At the health policy level, if we set and pursue a strategic goal of providing clean water for the whole country, this simple act would transform all our healthcare indices with very positive implications. All mortality and morbidity from water borne diseases and poor sanitation would be a thing of the past. Healthcare utilization would drop and we would reap savings to invest in the prevention and management of costly chronic non-communicable diseases and mental illnesses which are not being effectively addressed.

If public sector salaries are sinking the economy, then we should have measures of outcomes of public sector workers. How productive are they? Do they come to work on time? Do they accomplish what they are paid to do? How are they evaluated? Are good workers incentivized and useless workers sacked? Or are these jobs for life, irrespective of performance? Is the taxpayer getting good value for money?

Do we need the IMF to ask us these questions and then tell us to do the obvious? Related to this is the size of the political bureaucracy in the public sector. There are so many deputy ministers whose functions could and should be performed by the Chief Directors and other senior civil servants of the various ministries, who work with and advise their respective ministers. This maintains professionalism in the outlook of the various ministries at a much lower cost. It also preserves institutional memory for better continuity of purpose at points of transition between successive political administrations.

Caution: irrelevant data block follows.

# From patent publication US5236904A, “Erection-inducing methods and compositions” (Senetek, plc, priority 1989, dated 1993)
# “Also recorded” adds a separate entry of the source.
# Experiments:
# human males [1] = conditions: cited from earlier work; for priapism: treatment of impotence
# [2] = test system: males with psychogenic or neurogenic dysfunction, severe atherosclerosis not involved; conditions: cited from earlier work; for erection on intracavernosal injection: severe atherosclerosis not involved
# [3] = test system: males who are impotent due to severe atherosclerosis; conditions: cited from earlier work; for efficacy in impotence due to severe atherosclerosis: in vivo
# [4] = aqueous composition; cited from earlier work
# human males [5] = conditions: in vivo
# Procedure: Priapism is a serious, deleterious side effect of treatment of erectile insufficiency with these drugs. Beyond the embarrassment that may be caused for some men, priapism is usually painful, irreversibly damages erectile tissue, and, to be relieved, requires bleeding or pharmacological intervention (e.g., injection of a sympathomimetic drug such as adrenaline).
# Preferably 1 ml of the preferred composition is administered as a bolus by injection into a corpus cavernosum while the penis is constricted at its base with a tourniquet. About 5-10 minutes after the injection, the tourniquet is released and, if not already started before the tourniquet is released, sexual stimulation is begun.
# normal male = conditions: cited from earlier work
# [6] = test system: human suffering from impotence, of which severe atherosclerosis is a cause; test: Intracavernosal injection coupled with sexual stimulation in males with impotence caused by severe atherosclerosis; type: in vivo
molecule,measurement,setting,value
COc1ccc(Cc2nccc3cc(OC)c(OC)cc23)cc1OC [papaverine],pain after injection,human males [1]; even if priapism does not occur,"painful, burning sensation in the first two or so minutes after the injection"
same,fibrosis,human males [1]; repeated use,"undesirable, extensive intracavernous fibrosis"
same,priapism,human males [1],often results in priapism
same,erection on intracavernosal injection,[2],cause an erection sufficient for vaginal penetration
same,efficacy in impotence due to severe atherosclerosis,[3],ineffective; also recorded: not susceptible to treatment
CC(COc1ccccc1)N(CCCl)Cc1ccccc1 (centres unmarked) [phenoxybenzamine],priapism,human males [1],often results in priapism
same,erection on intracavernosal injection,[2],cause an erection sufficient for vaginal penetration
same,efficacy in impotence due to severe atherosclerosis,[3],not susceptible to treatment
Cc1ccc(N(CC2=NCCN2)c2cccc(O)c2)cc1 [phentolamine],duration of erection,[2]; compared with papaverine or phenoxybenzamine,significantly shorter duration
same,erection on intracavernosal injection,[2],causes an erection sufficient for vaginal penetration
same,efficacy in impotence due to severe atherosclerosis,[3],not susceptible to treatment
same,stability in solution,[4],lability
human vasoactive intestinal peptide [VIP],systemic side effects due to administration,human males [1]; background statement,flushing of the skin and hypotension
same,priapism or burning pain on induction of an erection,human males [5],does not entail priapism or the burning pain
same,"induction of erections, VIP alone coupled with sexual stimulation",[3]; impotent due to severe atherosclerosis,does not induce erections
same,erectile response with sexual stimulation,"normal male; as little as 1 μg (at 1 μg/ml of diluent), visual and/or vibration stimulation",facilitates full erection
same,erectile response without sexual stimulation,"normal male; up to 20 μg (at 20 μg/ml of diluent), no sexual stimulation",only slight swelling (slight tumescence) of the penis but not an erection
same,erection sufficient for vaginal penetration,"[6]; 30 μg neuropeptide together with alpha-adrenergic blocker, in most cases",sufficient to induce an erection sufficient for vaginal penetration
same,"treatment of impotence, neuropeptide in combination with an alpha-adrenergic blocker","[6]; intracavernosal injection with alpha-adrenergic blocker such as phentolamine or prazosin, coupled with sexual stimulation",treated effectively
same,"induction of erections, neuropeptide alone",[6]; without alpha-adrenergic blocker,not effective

The government should find out from successful entrepreneurs in Ghana what in their corporate culture breeds success in the private sector.

The answers to our problems do not lie in the stars; they are to be found within us. We should stop dialing up so called development partners and seeking to be re-colonized by our old classmates, the Chinese, the Turks, Indians, Koreans and the like. What do they have in common? They have transformed themselves from unaccountable cultures like ours to cultures that define accountability as a core value. This has been achieved by visionary, dedicated, selfless and fearless leadership.

Much of our public discourse tends to be sensational with insufficient investigative journalism and critical thinking to contribute effectively to change. We see the fundamental problems staring us in the face and we pretend that some name calling fight is the issue. Culturally, Ghanaians have great difficulty in holding individuals accountable and we are all paying the price. Healthy conflict is a necessary ingredient of change.